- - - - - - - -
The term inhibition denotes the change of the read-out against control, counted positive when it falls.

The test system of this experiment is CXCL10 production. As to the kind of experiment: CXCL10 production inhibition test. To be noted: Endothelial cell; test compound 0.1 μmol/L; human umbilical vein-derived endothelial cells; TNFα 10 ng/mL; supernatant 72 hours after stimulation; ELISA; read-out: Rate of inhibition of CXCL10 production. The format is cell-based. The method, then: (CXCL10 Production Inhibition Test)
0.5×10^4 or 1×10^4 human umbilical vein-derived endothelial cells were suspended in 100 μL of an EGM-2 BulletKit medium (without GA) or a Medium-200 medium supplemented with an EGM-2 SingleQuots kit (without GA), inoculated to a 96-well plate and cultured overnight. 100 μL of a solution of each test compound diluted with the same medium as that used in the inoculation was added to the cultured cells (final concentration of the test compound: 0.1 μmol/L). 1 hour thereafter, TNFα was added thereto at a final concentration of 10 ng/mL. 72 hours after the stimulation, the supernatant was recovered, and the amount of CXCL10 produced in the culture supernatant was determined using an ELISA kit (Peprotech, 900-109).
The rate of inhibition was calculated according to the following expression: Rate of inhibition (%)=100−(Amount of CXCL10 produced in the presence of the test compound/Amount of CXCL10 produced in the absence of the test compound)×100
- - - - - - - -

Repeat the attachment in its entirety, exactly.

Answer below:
The term inhibition denotes the change of the read-out against control, counted positive when it falls.

The test system of this experiment is CXCL10 production. As to the kind of experiment: CXCL10 production inhibition test. To be noted: Endothelial cell; test compound 0.1 μmol/L; human umbilical vein-derived endothelial cells; TNFα 10 ng/mL; supernatant 72 hours after stimulation; ELISA; read-out: Rate of inhibition of CXCL10 production. The format is cell-based. The method, then: (CXCL10 Production Inhibition Test)
0.5×10^4 or 1×10^4 human umbilical vein-derived endothelial cells were suspended in 100 μL of an EGM-2 BulletKit medium (without GA) or a Medium-200 medium supplemented with an EGM-2 SingleQuots kit (without GA), inoculated to a 96-well plate and cultured overnight. 100 μL of a solution of each test compound diluted with the same medium as that used in the inoculation was added to the cultured cells (final concentration of the test compound: 0.1 μmol/L). 1 hour thereafter, TNFα was added thereto at a final concentration of 10 ng/mL. 72 hours after the stimulation, the supernatant was recovered, and the amount of CXCL10 produced in the culture supernatant was determined using an ELISA kit (Peprotech, 900-109).
The rate of inhibition was calculated according to the following expression: Rate of inhibition (%)=100−(Amount of CXCL10 produced in the presence of the test compound/Amount of CXCL10 produced in the absence of the test compound)×100